OPINION: Why Amotekun Security Outfit May Fail, By Michael Onjewu
The governors of Nigeria's South-Western states in a bid to tackle the security challenges in their region established the Western Nigeria Security Network, codenamed Operation Amotekun on the 9th of January in Ibadan, the Oyo State capital.
The governors noted that the new security outfit would complement the mainstream security agencies in the country. They added that the insecurity of lives and property in recent times was the main reason behind the formation of the security outfit.
One cannot be quick to forget how Funke Olakunri, daughter of Pa Rueben Fasanranti, the leader of Afenifere, was killed by suspected bandits on the 12th of July, 2019 and many other deaths from clashes between farmers and herdsmen.
The governors justified the creation of Amotekun on section 14 (2) of the 1999 Nigerian Constitution which stipulates that the security and welfare of the people shall be the primary purpose of government. Kayode Fayemi, governor of Ekiti state also made it clear that the outfit is not regional police but set up to complement the efforts of the police.
The governors' claim that the outfit has the full backing of the federal government and the police met a brick wall when Abubakar Malami, Attorney General and Minister of Justice declared Amotekun illegal.
According to Malami, no state government, whether singly or in a group has the legal right and competence to establish any form of organization or agency for the defense of Nigeria or any of its constituent parts.
Despite the good intentions of the governors of Lagos, Ekiti, Osun, Ondo, Ogun and Oyo regarding the security of lives and properties of their citizens, Amotekun may fail for the following reasons.
- Legality: The legality of Amotekun has been challenged by the federal government leading to a declaration by AGF Malami that the security outfit is illegal. Malami, citing relevant sections of the constitution noted that the issue of the defense of Nigeria is expressly vested on the federal government through the exclusive list and no other tier of government has been saddled with any power to act in that regard. The Western governors, on the other hand, cited section 14 (2) of the constitution for their action. This section empowers the 'government' to ensure the security of lives and properties of her citizens. Whether 'government' here refers to federal/state will be left to the courts to decide. Legal issues surrounding Amotekum may eventually lead to its failure.
- Funding: The Amotekun security outfit may suffer from shortage of funds which is a common feature among the conventional security outfits in Nigeria. Lack of funds will hinder regular payment of salaries, purchase and maintenance of patrol vehicles, training and retraining of staff, building and maintenance of offices among others. There is also the likelihood of some state governments not fulfilling their financial obligations to the outfit.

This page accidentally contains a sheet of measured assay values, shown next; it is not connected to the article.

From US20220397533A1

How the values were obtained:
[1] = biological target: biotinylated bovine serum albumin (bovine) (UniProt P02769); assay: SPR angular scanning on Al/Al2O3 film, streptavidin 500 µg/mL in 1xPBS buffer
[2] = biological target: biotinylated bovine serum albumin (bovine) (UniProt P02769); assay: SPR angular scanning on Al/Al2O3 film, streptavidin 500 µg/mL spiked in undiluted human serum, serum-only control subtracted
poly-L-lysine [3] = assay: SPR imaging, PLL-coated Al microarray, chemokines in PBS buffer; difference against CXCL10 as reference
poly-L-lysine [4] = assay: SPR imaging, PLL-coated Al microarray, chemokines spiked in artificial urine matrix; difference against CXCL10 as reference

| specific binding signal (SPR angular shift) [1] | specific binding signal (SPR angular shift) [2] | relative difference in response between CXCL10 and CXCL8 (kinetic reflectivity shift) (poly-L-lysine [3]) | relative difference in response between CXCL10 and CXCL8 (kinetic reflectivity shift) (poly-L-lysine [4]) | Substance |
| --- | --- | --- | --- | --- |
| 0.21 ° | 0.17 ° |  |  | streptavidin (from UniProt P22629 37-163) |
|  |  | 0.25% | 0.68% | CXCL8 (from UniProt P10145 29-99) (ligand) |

- Weak Structure: Amotekun lacks proper structure which may serve as a strong setback to its sustainability. Who appoints leaders for the outfit? Who will the Commandant-General of Amotekun report to? Who co-ordinates the recruitment process? Unless there is a clearly defined operational structure, Amotekun is doomed to fail.
- Conflict of Interest: Amotekun may run into a clash with the police, military and other security outfits in the country. Who defines the area and scope of operation of Amotekun? Based on antecedents, The police and other security outfits may prevent Amotekun from functioning effectively.
- Abuse Of Power: Amotekun may end up being used to settle political scores by politicians who are desperate to remain in office at all costs. As witnessed in other parts of Nigeria, members of Amotekun if not properly supervised may abuse the powers given to them hence constituting a dangerous militia group in the region. The outcome of the Bakasi and OPC boys is a good reference point.
- Sustainability: One major problem the Amotekun security outfit will encounter is that of continuity and sustainability. What becomes of the outfit after the tenure of the current governors of the region expires? A new governor who does not share the vision and ideals of Amotekun may proscribe it when he assumes office.
The Amotekun debate is a reminder that the centralized policing system in Nigeria has failed in its mandate of safeguarding the lives and properties of the people. There would have been no need for Operation Amotekun in the first place if our security agencies are up and doing.
To effectively tackle the growing rate of banditry, kidnapping, herdsmen attacks and armed robbery in Nigeria, there is an urgent need to unbundle the current police force to pave way for State/Community policing. The federal police can always play a supervisory role and intervene in cases beyond the operational capacity of the state police.
The world won't take us seriously if every state/region decides to have one form of security outfit or the other. Kano and Zamfara already have Hisbah Police while the North-Central states are contemplating having one in their region.
The earlier Nigeria considers state/community policing, the better.
Michael Onjewu is a writer and journalist. Twitter: @MichaelOnjewu